In her first major address devoted solely to civil rights, Attorney General Janet Reno spoke at a Baptist church in Birmingham, Alabama about the continuing need for affirmative action to help women and people of color overcome discrimination. “We cannot say that we have completed our journey when even today blacks and Hispanics — and in many cases, women — still have a harder time getting into college, renting an apartment, getting a job, or obtaining a loan,” Reno said. “The next four years will see our continued attack on the legacy of discrimination that has created so much inequality and that continues to have a devastating impact on our society.”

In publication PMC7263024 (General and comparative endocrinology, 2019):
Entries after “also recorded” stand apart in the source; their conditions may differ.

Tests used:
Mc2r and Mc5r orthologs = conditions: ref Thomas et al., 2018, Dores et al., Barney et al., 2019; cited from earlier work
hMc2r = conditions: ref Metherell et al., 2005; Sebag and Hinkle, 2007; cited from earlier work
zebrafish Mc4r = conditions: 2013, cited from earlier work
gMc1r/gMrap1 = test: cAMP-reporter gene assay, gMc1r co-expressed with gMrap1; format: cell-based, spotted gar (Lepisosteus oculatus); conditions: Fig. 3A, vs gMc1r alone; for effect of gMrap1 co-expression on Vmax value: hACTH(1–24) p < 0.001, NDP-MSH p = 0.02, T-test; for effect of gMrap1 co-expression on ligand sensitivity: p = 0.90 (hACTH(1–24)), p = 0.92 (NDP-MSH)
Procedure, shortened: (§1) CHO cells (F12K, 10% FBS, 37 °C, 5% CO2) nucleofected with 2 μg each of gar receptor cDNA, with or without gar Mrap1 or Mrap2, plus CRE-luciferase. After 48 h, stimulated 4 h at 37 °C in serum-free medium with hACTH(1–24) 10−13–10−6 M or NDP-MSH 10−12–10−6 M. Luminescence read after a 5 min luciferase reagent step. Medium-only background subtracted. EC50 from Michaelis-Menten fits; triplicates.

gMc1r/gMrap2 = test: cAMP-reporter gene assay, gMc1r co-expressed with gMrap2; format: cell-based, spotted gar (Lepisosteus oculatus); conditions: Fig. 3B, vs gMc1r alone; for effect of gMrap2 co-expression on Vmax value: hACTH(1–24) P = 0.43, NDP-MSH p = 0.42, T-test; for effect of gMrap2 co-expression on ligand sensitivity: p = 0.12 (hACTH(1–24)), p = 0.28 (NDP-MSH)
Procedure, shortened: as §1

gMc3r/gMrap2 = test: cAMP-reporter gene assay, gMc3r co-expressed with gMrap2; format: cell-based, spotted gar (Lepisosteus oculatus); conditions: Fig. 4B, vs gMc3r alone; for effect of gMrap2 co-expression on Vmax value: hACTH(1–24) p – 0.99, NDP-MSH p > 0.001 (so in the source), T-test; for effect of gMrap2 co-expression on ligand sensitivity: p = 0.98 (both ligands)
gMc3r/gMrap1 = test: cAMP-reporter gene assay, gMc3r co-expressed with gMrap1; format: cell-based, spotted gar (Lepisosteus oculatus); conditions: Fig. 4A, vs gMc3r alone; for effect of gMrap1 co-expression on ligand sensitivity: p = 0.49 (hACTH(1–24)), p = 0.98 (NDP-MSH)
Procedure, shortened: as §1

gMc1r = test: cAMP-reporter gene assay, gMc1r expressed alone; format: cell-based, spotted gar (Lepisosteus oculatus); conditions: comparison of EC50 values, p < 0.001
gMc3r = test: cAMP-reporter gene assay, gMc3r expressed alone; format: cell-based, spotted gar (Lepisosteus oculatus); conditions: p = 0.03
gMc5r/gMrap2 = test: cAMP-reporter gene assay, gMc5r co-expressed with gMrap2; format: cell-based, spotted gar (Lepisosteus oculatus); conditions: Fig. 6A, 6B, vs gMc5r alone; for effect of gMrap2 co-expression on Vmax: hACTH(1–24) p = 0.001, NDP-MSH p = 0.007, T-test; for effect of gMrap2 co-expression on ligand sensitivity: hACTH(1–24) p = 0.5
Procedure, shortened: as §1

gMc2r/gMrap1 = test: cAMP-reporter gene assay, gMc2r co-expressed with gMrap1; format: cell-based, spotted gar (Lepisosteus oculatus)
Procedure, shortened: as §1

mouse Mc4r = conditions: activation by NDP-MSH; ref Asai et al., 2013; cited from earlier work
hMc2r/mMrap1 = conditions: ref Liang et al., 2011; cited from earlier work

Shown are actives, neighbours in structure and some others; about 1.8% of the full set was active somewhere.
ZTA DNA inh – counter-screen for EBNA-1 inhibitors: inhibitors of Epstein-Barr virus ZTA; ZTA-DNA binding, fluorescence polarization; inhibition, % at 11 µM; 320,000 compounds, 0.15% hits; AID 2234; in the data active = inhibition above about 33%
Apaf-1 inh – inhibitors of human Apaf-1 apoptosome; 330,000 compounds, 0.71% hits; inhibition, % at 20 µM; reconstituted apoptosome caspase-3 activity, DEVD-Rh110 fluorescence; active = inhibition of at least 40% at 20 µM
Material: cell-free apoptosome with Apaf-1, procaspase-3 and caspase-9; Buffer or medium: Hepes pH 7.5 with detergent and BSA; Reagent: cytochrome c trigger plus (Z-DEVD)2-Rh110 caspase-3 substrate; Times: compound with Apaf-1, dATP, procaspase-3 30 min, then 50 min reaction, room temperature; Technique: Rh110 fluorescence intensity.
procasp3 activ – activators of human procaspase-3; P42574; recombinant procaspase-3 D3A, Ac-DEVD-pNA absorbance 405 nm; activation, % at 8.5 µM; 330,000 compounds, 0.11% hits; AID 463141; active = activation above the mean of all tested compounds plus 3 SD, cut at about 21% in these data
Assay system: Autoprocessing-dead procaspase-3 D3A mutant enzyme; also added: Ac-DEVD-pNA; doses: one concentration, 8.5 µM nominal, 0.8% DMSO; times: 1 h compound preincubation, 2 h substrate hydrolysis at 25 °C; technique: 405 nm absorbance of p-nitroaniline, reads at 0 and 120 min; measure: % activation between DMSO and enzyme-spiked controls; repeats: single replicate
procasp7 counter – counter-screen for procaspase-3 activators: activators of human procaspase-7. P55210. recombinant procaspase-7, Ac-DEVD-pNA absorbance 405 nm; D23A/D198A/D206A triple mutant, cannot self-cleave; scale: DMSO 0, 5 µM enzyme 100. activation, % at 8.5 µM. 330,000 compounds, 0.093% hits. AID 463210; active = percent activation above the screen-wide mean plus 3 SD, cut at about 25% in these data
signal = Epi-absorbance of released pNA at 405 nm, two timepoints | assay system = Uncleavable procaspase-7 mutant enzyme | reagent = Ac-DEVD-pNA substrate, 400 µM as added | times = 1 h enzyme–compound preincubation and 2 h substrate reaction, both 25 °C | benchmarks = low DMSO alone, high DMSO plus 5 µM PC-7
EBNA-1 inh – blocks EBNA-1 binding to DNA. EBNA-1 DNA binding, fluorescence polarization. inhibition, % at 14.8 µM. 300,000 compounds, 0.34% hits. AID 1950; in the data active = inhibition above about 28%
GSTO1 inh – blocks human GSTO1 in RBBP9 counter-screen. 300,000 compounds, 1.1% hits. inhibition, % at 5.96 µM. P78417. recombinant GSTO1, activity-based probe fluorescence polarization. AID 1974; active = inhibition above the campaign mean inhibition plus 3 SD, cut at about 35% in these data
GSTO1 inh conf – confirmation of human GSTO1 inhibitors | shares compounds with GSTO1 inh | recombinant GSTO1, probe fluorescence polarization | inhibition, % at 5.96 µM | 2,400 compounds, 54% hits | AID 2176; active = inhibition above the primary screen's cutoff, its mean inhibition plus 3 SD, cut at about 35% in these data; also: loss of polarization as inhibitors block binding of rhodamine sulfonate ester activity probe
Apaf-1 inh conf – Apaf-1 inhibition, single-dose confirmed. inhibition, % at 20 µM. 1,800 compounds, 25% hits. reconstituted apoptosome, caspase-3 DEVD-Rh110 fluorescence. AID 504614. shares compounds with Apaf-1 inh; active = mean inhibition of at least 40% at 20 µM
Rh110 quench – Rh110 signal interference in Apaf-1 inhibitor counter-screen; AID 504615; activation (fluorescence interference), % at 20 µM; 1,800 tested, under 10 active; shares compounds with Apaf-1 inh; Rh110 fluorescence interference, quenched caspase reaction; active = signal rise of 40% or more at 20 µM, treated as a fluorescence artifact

Meanwhile, opponents of affirmative action and equal opportunity have created a group called the “American Civil Rights Institute” funded by foundations and individuals. Sacramento contractor Ward Connerly and others who led the fight to pass Proposition 209 in California, the measure aimed at outlawing affirmative action for women and people of color and gutting sex discrimination law, are behind the new organization. Founders and advisers include Thomas L. Rhodes, president of the conservative National Review, and Americans for Tax Reform president Grover Norquist.